Fundraising Connection: Beware the Survey
My kids would say sometimes I don't listen. And sometimes, I don't.
I watch. For example, my kid says, "I will mow the grass and be most happy to receive the modest stipend you offer for this effort, dearest mother." But after nightfall the grass is uncut. My little survey failed to deliver accurate information. You are thinking, "Your kid is lazy." And, yep, sometimes that is so.
But what really happened is that his Present Self answered the question to the best of his ability. "Not a terrible chore and I need the money," he thought. But his Future Self, who got signed up to mow the grass, did not buy in. "I'm tired. I don't want to take another shower. I don't want the money that badly." Those are effectively two different people with two different sets of circumstances and two different decision-making data sets that led to two different outcomes.
While having a barbecue in the backyard with uncut grass is not a tragedy, planning an event based on information collected in the same way can be.
Last year I attended the newly formed Engage Peer-to-Peer Conference. Lots of really smart people in the peer-to-peer fundraising industry were sharing ideas with great value.
But I kept hearing some phrases in the room that made me wince: "Our fundraisers don't think …" and "Our fundraisers don't want …" and "The feedback I get is …" I interpreted those phrases to mean, "We asked them, and this is what they said, so we took action based on their answers." They were typically talking about Present Self answers.
If we make decisions and plans based on those answers, we are most often surprised and disappointed when the surveyed group does not behave as expected. And, in a worst-case scenario, our "survey" is actually composed of taking phone calls from a few incredibly vocal advocates for the way things ought to be. Reacting to that sort of data is like taking the average height of a basketball team composed of one 8-footer and four 5-footers. That data set does not tell a true story, and if we plan and make decisions based on it, we fail.
Otis spent most of his career in the education industry, working at the psychometric research and development firm MetaMetrics Inc., Pearson Education and others. Since 2013, he has focused on the nonprofit sector, applying psychology to fundraising and donor behavior at Turnkey. He is the co-author of the 2017 book, ”Dollar Dash: The Behavioral Economics of Peer-to-Peer Fundraising” and is a frequent speaker at national nonprofit conferences. With Katrina VanHuss, he co-authors a blog at NonProfit PRO, “Peeling the Onion,” on the intersection of psychology and philanthropy.
Otis is a much-sought-after copywriter for nonprofit fundraising messages. He has written campaigns for UNICEF, St. Jude’s Children’s Research Hospital, March of Dimes, Susan G. Komen, the USO and dozens of other organizations. He has a Ph.D. in social psychology from Virginia Commonwealth University and a Bachelor of Arts from the University of Virginia, where he also played on UVA’s first ACC champion basketball team.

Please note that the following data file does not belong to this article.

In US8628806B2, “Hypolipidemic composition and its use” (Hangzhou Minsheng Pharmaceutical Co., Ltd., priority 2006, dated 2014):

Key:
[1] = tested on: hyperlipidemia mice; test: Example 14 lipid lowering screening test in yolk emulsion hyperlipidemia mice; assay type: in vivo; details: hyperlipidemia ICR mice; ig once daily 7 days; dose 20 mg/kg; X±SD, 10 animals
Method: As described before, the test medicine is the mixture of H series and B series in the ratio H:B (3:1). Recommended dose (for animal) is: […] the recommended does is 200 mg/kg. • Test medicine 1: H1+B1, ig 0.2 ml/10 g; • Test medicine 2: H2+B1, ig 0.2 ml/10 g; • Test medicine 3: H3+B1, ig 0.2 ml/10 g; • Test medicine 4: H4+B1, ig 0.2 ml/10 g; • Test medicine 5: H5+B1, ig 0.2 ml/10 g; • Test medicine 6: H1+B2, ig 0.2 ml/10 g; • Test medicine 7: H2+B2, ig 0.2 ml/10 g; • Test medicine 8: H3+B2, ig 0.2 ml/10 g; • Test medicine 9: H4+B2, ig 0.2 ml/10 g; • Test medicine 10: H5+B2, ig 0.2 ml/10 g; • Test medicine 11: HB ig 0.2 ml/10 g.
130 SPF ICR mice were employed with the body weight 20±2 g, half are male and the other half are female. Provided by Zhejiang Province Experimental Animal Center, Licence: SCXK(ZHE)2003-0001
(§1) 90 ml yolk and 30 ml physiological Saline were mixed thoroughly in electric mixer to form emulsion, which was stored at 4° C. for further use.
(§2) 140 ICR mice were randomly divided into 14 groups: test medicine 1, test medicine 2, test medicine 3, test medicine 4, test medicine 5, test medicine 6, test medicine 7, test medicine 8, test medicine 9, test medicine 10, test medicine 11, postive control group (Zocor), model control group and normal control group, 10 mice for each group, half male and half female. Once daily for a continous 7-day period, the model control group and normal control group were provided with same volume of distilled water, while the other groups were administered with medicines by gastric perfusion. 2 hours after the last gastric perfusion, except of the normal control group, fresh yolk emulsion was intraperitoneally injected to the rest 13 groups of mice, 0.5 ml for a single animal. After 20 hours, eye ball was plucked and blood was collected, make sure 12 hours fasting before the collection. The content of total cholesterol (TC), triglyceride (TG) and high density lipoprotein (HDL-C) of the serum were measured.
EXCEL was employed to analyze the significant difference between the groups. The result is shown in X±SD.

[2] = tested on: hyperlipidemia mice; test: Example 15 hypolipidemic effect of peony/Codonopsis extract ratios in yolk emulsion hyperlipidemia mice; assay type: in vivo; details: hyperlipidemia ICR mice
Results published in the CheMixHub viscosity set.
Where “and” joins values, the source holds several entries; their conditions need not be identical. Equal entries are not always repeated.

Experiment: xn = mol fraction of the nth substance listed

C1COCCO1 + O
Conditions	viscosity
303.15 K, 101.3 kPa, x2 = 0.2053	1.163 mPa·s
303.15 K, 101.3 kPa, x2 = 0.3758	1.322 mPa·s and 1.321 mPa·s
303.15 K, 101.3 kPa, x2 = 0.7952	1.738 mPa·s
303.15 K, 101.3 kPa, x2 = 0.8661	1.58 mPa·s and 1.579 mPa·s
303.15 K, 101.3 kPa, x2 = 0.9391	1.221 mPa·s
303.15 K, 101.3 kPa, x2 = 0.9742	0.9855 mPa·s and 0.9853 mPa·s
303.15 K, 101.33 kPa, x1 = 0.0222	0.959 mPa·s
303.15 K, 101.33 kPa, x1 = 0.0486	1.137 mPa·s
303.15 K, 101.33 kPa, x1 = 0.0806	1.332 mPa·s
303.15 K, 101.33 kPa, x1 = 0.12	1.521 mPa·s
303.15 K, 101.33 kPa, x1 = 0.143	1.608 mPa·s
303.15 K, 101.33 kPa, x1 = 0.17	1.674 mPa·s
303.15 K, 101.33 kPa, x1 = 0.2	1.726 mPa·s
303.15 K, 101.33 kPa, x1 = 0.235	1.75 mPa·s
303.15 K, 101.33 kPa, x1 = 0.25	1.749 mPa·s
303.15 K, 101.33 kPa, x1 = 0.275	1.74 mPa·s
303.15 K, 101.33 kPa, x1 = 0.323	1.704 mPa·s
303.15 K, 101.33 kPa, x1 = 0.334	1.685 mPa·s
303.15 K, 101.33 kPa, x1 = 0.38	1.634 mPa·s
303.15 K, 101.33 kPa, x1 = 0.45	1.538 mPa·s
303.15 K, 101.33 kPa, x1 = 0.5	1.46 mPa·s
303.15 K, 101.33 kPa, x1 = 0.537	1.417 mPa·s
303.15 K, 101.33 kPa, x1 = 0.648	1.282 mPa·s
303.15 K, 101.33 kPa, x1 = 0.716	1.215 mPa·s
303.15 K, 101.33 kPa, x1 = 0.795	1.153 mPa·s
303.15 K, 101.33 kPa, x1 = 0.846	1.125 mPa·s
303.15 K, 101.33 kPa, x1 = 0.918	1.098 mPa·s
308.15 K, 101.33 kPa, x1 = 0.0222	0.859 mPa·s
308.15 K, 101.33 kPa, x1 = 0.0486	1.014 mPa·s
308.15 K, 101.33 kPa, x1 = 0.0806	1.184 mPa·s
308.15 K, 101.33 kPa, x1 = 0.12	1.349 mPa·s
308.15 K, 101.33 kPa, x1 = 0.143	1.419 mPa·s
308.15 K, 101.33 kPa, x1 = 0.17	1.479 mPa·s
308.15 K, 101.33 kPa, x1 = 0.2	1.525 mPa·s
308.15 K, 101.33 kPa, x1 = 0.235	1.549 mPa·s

Katrina VanHuss has helped national nonprofits raise funds and friends since 1989 when she founded Turnkey. Her client’s successes and her dedication to research have made her a sought-after speaker, presenting at national conferences for Blackbaud, Peer to Peer Professional Forum, Nonprofit PRO, The Need Help Foundation and her clients’ national meetings. The firm’s work is underpinned by the study and application of behavioral economics and social psychology. Turnkey provides project engagements, coaching, counsel and staffing to nonprofits seeking to improve revenue or create new revenue. Her work extends into organizational alignment efforts and executive coaching.
Katrina also regularly shares her wit and business experiences on her and Otis Fulton's NonProfit PRO blog “Peeling the Onion.” When not writing or researching, Katrina likes to make things — furniture from reclaimed wood, new gardens, food with no recipe. Katrina’s favorite Saturday is spent cleaning out the garage, mowing the grass, making something new, all while listening to loud music by now-deceased black women, throwing in a few sets on the weight bench off and on, then collapsing on the couch with her husband Otis to gang-watch new Netflix series whilst drinking sauvignon blanc.
Katrina grew up on a Virginia beef cattle and tobacco farm with her three brothers. She is accordingly skilled in hand to hand combat and witty repartee — skills gained at the expense of her brothers. Katrina’s claim to fame is having made it to the “American Gladiator” Richmond competition as a finalist in her late 20s, progressing in the competition until a strangely large blonde woman knocked her off a pedestal with an oversized pain-inducing Q-tip. Katrina’s mantra for life is “Be nice. Do good. Embrace embarrassment.” Clearly she’s got No. 3 down.